Invasive Plant Activists (IPAs) now gather monthly on the second Saturday morning to control invasive plants and allow natives to flourish.
IPA volunteers make friends, learn together and get great results in publicly visible areas. In March and April IPAs focused on three sites at Holcomb Farm: a row of statuesque shagbark hickories on Day Street South, the path to the CSA field and at the bridge over Salmon Brook
The Salmon Brook site is experimenting with a new “solarizing” technique. In a few short years the area has become completely dominated by Oriental knotweed and mugwort, super rapacious invasives —see the April and September 2020 Not Wanted columns in the Drummer for details. In April the IPAs leveled last year’s growth of both plants and then spread clear plastic over the area, heavily weighed down with river rocks. Hot sunny days will raise the underground temperature to over 100 degrees, roasting the plants right down to the roots.
Knotweed is so vigorous that in places it shrugged off the plastic and needed to be covered again. By now it may be cooked rare, while the mugwort appears to be well-done. In a couple months the IPAs will remove the plastic and replace the imported invasives with native plants. A companion strategy is also being tested on nearby clusters: cutting repeatedly throughout the season, over several years, to exhaust the plants’ resources.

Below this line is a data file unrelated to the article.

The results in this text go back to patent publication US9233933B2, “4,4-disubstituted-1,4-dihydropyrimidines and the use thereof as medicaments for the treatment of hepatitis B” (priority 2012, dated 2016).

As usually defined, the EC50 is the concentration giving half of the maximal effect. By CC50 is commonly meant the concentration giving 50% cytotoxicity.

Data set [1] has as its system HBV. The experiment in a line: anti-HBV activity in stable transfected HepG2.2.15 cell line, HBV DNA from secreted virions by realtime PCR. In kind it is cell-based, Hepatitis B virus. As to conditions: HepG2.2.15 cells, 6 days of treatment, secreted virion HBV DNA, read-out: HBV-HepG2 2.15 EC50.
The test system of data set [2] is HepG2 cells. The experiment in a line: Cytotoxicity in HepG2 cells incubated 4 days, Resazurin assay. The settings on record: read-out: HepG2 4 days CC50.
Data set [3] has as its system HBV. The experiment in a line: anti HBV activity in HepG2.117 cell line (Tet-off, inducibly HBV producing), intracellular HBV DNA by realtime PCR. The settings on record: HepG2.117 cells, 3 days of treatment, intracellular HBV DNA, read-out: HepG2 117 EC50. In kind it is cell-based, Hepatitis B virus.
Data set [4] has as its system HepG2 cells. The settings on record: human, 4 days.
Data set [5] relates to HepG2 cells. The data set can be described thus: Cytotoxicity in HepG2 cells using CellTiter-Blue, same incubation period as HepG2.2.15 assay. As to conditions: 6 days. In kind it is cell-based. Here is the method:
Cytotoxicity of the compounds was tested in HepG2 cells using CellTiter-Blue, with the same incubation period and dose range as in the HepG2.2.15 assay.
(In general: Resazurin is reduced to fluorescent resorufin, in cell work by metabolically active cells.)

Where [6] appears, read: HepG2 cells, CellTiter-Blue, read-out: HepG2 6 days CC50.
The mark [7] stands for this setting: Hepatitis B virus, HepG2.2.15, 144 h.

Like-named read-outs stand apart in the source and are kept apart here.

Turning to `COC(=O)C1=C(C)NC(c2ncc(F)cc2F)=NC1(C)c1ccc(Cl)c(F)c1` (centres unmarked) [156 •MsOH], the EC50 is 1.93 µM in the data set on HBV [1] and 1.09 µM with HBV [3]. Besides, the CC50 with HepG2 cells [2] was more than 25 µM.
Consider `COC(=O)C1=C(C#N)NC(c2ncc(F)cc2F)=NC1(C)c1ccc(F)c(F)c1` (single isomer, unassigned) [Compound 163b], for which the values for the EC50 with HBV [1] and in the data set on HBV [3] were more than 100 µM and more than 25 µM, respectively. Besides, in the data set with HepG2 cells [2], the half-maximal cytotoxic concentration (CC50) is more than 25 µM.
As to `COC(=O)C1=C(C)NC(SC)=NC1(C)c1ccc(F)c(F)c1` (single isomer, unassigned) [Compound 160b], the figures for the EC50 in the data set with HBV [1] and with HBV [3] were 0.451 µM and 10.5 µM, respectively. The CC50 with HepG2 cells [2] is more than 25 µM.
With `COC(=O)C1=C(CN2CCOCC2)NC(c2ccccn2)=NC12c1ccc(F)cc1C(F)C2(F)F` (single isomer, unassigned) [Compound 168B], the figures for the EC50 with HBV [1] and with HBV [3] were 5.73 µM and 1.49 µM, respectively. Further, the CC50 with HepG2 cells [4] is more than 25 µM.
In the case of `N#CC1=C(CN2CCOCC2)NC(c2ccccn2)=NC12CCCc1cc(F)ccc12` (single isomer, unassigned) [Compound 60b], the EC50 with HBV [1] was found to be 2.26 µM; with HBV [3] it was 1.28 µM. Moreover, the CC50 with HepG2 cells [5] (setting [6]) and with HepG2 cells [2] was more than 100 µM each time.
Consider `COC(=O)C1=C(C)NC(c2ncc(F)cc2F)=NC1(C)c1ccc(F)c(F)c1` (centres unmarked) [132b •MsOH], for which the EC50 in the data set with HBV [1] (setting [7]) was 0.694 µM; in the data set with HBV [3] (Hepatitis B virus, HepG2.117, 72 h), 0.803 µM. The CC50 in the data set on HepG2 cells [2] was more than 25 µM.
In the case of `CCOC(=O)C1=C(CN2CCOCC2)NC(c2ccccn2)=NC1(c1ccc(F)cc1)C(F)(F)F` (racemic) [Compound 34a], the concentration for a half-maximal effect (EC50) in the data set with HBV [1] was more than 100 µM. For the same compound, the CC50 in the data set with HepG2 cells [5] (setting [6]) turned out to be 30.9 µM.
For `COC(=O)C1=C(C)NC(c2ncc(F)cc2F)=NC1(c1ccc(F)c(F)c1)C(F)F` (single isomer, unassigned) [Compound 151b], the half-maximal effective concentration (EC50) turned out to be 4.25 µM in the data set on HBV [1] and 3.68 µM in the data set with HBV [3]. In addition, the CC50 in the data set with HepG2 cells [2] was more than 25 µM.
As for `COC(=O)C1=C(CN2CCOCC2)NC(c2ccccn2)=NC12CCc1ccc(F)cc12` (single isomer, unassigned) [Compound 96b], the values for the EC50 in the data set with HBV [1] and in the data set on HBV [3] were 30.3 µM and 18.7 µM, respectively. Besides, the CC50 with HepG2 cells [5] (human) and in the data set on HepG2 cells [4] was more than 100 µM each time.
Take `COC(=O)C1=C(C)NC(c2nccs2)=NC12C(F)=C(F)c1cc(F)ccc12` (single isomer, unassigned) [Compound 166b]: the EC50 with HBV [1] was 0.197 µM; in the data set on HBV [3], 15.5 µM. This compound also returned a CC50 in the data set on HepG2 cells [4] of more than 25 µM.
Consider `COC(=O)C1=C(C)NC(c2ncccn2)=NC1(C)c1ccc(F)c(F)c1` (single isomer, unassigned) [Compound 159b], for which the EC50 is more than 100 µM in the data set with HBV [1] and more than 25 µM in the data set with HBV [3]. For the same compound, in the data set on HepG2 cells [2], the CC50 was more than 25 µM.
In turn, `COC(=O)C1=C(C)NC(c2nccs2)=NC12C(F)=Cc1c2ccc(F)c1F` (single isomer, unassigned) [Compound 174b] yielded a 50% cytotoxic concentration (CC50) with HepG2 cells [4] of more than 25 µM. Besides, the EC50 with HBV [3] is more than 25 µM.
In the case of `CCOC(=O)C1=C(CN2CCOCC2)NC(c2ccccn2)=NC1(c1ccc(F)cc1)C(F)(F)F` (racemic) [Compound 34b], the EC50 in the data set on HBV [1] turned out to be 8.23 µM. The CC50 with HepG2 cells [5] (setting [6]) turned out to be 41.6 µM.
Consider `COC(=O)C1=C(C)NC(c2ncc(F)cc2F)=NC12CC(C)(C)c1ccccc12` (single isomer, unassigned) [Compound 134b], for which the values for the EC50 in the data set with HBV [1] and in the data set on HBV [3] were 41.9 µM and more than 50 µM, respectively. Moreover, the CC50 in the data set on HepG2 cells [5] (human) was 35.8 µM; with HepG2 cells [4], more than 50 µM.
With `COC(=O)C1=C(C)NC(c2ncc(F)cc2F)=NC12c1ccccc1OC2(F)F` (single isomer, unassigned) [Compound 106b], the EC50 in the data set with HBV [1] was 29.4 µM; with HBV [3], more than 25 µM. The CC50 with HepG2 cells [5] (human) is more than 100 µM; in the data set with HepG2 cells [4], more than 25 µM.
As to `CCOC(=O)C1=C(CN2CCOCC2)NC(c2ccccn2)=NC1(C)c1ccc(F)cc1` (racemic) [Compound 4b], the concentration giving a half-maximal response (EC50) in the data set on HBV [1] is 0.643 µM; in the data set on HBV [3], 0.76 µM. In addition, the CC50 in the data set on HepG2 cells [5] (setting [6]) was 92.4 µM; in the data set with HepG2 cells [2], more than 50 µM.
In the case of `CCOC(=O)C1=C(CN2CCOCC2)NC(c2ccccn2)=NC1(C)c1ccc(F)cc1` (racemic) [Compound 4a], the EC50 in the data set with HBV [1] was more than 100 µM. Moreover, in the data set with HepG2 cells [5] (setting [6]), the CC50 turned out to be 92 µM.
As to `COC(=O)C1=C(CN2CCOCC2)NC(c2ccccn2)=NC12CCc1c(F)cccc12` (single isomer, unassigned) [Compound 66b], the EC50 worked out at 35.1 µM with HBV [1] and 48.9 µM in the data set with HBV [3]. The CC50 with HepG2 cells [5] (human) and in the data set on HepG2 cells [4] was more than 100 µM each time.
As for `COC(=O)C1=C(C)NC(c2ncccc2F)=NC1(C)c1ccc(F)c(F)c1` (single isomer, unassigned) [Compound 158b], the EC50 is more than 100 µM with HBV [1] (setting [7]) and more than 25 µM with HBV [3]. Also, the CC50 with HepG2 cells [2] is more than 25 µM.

In May the IPAs attacked the rapidly expanding infestation of garlic mustard; see the Drummer’s March 2020 Not Wanted column. This biennial invasive spreads rapidly in yards and fields and can be controlled easily over time by pulling it by the roots. June is the perfect time to invite friends and family to a “pulling party” before garlic mustard goes to seed and starts thousands more new plants. Repeat next year and the year after because the seeds remain viable for several years.
To join the IPAs or stay informed, send a note at the GranbyInvasivePlants webpage.
Invasives of the month – June
- June is a great month to use non-chemical methods to control very vigorous invasive plants. Solarize large concentrations after cutting to the ground, or attack plants individually.
- Bittersweet: Pull seedlings and small vines by their telltale orange roots. Cut big vines near the ground.
- Multiflora rose: Pull young plants by the roots. Cut and trample larger ones before they go to seed.
- Barberry: Don’t plant: all varieties are invasive. Pull young plants by the roots. Cut larger plants low to the ground (bright yellow stems).
- Winged euonymus: Don’t plant: all varieties are invasive. Pull young plants. Cut larger ones.
- Autumn and Russian olive: Pull and cut to the ground.
- For more information on invasive plants and what you can do to control them visit GranbyInvasivePlants.weebly.com